Aside from appearing frequently on the Sunday talk shows and making an occasional pro-segregationist gaffe, most people don’t have the foggiest idea what a Senate Majority Leader actually does. But the Majority Leader serves an important political function: He must settle Capitol Hill turf fights.
And in his first week on the job, Senate Majority Leader Bill Frist is already facing a crucial test, one that will set an important precedent and tone for his tenure as Majority Leader.
Sens. John McCain (R., Ariz.) and Joe Lieberman (D., Conn.) announced this week that they hope to introduce legislation designed to curb greenhouse-gas emissions, ostensibly to hold global warming in check. Sen. McCain is chairman of the Commerce Committee which is scheduled to hold hearings on greenhouse-gas restrictions Wednesday afternoon. Sen. Lieberman will testify at the hearing.
But the question of global warming — and what, if anything, the U.S. Senate should do about it — falls under the jurisdiction of Sen. James Inhofe, chairman of the Environment and Public Works Committee.
“We still haven’t heard anything from the Commerce Committee about their hearing,” Gary Hoitsma, a spokesman for Sen. Inhofe told NRO. “We’re not generally supportive of [Sen. McCain's] approach to climate-change issues, and any legislation having to do with climate change would have to go through our committee,” he said.
For their part, the McCain team admits that global warming is Sen. Inhofe’s territory, but they say they will proceed anyway, since “a lot of what we’re trying to do [in the Commerce committee] affects other things, including transportation and scientific research,” one McCain aide told the Washington Post.
This is where Sen. Frist comes in. Parliamentary squabbles such as this are politically damaging if allowed to drag out because they needlessly pit Senate members from the same side of the aisle against one another.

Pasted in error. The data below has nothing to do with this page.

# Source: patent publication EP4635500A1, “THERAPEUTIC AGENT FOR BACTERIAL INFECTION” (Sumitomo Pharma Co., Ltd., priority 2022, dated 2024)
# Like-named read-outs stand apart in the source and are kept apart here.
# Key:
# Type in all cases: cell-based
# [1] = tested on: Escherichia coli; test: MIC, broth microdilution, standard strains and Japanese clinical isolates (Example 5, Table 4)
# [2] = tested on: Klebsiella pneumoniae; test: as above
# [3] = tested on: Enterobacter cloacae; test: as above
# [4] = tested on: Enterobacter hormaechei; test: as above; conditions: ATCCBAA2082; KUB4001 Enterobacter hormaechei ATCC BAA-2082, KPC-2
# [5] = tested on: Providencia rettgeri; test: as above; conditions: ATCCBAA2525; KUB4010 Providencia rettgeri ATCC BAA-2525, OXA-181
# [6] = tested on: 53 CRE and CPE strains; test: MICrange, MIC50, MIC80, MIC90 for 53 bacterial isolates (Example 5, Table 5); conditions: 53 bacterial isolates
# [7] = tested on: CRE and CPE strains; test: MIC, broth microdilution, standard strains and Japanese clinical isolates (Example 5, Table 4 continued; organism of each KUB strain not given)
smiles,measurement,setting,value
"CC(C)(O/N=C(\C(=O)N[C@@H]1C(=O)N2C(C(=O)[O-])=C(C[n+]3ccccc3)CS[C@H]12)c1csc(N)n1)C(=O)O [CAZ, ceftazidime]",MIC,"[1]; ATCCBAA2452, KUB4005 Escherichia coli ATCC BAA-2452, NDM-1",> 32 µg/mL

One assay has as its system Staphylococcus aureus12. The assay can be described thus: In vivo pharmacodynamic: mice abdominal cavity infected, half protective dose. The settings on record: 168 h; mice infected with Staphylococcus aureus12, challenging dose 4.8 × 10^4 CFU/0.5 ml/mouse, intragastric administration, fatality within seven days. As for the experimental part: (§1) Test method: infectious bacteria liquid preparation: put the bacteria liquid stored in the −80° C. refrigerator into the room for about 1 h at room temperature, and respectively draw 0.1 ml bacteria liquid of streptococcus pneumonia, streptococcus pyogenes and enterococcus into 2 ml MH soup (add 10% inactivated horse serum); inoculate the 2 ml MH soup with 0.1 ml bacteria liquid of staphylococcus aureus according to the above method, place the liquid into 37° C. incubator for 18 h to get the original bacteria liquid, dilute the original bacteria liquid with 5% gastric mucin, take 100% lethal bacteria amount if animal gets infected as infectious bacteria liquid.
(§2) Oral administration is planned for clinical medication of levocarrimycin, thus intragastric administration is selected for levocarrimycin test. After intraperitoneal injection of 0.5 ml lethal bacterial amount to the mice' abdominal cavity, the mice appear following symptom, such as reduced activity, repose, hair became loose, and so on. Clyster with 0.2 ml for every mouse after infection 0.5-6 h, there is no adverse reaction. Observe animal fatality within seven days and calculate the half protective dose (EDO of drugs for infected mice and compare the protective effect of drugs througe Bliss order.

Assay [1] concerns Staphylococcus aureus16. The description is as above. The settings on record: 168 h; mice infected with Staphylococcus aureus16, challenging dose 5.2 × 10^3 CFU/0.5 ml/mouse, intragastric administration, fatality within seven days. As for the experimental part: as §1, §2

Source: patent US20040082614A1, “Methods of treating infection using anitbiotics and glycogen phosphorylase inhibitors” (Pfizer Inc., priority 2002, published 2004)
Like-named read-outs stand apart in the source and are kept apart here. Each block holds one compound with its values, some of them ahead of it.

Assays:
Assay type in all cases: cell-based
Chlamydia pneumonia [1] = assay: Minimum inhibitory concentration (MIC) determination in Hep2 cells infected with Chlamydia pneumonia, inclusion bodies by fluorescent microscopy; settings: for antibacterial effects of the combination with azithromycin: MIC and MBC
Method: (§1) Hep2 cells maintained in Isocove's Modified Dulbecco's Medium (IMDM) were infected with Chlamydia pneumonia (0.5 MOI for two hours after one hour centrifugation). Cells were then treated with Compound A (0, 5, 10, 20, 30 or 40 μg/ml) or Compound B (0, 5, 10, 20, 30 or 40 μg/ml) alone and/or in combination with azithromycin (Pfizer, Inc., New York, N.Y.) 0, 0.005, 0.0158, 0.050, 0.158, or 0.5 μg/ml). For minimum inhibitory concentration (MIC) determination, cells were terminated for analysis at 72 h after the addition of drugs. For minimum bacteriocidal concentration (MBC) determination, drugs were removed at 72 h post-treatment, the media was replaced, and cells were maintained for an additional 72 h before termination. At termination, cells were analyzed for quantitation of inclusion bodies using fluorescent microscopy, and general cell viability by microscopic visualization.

But an aide to Sen. Frist told the Post “it’s a little early” to know how the Majority Leader will handle the matter. That’s troubling. Given the stakes — both political and economic — Sen. Frist better decide fast.
And if Sen. Frist doesn’t act quickly, the White House might want to pressure him to act, since the McCain-Lieberman approach to global warming slams headfirst into the Bush administration’s own efforts this week to kick start the American economy, an effort already being blasted by Democrats (and some Republicans like McCain, who criticized the Bush tax cuts on NBC’s Today Show Tuesday).
According to the Washington Post, McCain and Lieberman want to put a national cap on CO2 and other emissions relating to energy production (like electricity or home heating and cooling). They would establish a trading system that would allow utilities and power plants to buy credits from companies that have reduced emissions beyond their targets.
In other words, it’s a straightforward cap-and-trade proposal that, according to the Congressional Budget Office, amounts to a huge tax.
“The economic impacts of cap-and-trade programs would be similar to those of a carbon tax: both would raise the cost of using carbon-based fossil fuels, lead to higher energy prices, and impose costs on users and some suppliers of energy,” the CBO says in its “Evaluation of Cap and Trade Programs for Reducing U.S. Carbon Emissions” report.
“The higher prices for energy and energy intensive products that would result from a cap-and-trade program,” the report continues, and “would reduce the real income that people received from working and investing, thus tending to discourage them from productive activity.”
This should be especially troubling to Sen. McCain, who on Tuesday criticized the Bush economic plan and its tax cuts, saying “I would like to see [tax cuts] redistributed more heavily to middle-income and low-income Americans.” But the energy-tax legislation being considered at Wednesday’s hearings is significantly regressive in nature. Lower-and middle-income earners spend a far greater proportion of their income on energy needs than do upper-income earners. An energy tax sticks it to those least able to bear the extra burden. Worst of all, it is a tax based on inconclusive science and environmental alarmism.
Sen. McCain — who at times appears more interested in carrying water for Sen. Lieberman’s presidential aspirations than helping his own party — knows how to position himself shrewdly in Capitol Hill knife fights and knows he is posing a direct challenge to the new Majority Leader. Sen. Frist can demonstrate where authority now rests in the Senate by permanently handing jurisdiction over climate-change issues to Sen. Inhofe, the Environment Committee chairman, whose office says is already planning hearings on the science of climate change in 2003. Sen. Frist should encourage Sen. McCain, as Commerce chairman, to introduce legislation that actually encourages, rather than retards, American commerce.
Bill Frist has demonstrated an interest in working closely with the White House to enact the president’s agenda. Socking it to poor and middle-class Americans in the form of John McCain and Joe Lieberman’s energy-tax plan hardly makes for compassionate conservatism.